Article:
After working in the restaurant industry for 20 years and running a team of more than 20 people, Michael realized he was no longer enjoying himself. He wanted to have more fun in life, and so he opened Vinyl Envy to be surrounded by music. What started out as a record store has also become one of the city’s most popular music venues. “I’m having a crazy amount of fun! We do 75-100 shows a year and the store is open seven days a week.”

In the past, most all-ages venues haven’t been able to survive in Victoria. Yet, there was a gap that needed to be filled. “It’s like I’ve come full circle – I have 15-year-olds coming up to me now and thanking me for the opportunity to see a show. That was me at their age! I couldn’t get into the bars to see bands play – so for them to havethis place, that’s as good as it gets.”

Vinyl Envy attracts a wide array of people, but the one thing everyone has in common is a shared love of music. “Our shows are special – local musicians fill the room to support each other. There’s no ego, just a chill environment where people trust each other and can play music together.”

“Our shows are special – local musicians fill the room to support each other. There’s no ego, just a chill environment where people trust each other and can play music together.”

Vinyl Envy has become so much more than a record store or a music venue – it’s a place where people can be themselves. “This whole concept is best described as a soulful experience. Guys who gave up their record collections 30 years ago, are getting back into collecting records, and young kids with turn tables are just getting into it.” This is a place for everyone.

Michael’s vision is to be as supportive of musicians and music fans as possible, and to deepen the roots of Vinyl Envy along the way. He wants to continue to build up the community, and the best way to do that is by creating a trusting environment. “We give musicians a comfortable place to play. It’s a safe house for them, and I think the no- alcohol aspect is a big part. It changes the vibe – it’s like a house party.”

Vinyl Envy was able to get off the ground thanks to the support from organizations like Creative BC. “They supported me right from the minute I asked. They helped give us status as a venue, not to mention functional washrooms!”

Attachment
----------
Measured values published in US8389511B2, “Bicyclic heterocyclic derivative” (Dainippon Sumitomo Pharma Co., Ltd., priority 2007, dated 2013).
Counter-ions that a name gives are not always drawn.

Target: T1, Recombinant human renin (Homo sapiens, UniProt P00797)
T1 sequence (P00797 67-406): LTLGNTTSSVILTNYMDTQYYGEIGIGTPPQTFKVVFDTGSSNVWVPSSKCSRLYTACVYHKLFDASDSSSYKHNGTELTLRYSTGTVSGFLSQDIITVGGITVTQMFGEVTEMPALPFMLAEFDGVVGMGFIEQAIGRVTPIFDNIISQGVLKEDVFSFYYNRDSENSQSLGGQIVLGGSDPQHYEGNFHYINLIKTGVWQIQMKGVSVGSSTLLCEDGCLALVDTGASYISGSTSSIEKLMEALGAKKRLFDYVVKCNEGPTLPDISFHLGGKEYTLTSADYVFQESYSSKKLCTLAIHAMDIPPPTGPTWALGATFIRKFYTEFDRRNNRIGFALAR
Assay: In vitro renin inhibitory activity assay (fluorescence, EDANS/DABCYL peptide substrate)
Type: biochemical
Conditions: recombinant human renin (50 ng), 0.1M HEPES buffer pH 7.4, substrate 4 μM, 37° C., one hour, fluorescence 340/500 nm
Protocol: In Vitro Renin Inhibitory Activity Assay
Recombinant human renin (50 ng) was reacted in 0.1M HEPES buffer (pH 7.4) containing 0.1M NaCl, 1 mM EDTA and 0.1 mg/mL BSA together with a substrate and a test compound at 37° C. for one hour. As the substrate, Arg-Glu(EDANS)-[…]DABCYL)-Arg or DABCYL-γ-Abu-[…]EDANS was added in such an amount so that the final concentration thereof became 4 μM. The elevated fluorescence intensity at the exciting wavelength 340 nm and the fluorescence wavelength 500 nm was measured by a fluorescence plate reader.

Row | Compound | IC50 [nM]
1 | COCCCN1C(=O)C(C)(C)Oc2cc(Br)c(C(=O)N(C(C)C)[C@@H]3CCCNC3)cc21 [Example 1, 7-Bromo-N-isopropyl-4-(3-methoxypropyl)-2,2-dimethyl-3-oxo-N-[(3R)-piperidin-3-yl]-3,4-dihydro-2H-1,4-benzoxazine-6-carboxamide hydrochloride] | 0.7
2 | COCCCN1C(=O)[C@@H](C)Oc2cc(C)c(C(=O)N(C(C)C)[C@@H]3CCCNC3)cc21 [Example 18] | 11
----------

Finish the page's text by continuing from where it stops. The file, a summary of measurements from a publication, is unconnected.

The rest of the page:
Victoria is a city that draws an astounding calibre of musicianship, and Vinyl Envy is more than happy to host music that truly brings people together.

An Interview With Vici Johnstone Owner of Caitlin Press

“Trust for me is when people take the time to understand the value of our industry.”-Vici Johnstone

Vici Johnstone has worked in the arts her whole life, but it hasn’t always been a straight line. She went from high school drama classes, to working in theatre production, to being a rock’ n’ roll roadie for a sound equipment company. From there, she worked at the Banff Centre and then at CBC Radio.

Along the way, she met Howard White and started working at Harbour Publishing. “I worked my way up and learned the nuts and bolts of publishing.” Vici was given a crash course in the business of publishing, which proved serendipitous a few years later. While she was working at Harbour, Howard’s sister, the owner of Caitlin Press, sadly passed away. There was an opportunity for Vici to buy the publishing house, and she jumped at the chance to build upon its longstanding history.

Caitlin Press was originally named for Caitlin Thomas, the wife of Dylan Thomas, yet its feminist roots don’t end there. While Vici doesn’t solely publish books written by women, there is definitely a focus on women. “We have a stronger focus on women’s stories then the politics of feminism. The problem has always been that women’s stories haven’t been well documented. So much has been written about men, but I’m more interested in what lies in the trunks of our grandmothers’ attics.”

Over the years, Vici’s brought her own personality to Caitlin Press. She’s especially proud of her latest initiative, Dagger Editions, which focuses on queer women’s stories. “We’re trying to create a national voice for queer women. We want it to be a voice for the community.”She also hasn’t lost sight of one of Caitlin Press’s original mandates – to give voice to people in rural parts of B.C. “I’m especially interested in stories taking place in rural areas with connections back to larger cities.” Located in the coastal community of Halfmoon Bay, Vici understands the challenges of being both connected and disconnected from the big city. She also understands the importance of bringing the stories being told in rural settings to light. “The community is really supportive here on the Sunshine Coast, but export remains our biggest issue.”

Creative BC has been instrumental in helping Vici promote her books overseas. “Export is on everyone’s mandate because we’ll be the guest host at the Frankfurt 2020 Book Fair. Livres Canada Books and Creative BC sponsored my trip to Germany because they see the value in getting our stories out into the international market.”

Publishing is an art form, and there are so many nuances to consider. “I think publishing as an industry is really reaching outside itself – there are so many books now that are breaking the boundaries, pushing the edges. It’s not just love stories – our narrative here in Canada is different. There’s something like 10,000 books being published in Canada each year. What people read, what people write, it’s all changing. What doesn’t change is our desire to know people.” That’s what Caitlin Press continues to explore.

Publishing is an art form, and there are so many nuances to consider. “I think publishing as an industry is really reaching outside itself – there are so many books now that are breaking the boundaries, pushing the edges. It’s not just love stories – our narrative here in Canada is different. There’s something like 10,000 books being published in Canada each year.

What people read, what people write, it’s all changing. What doesn’t change is our desire to know people.”

That’s what Caitlin Press continues to explore.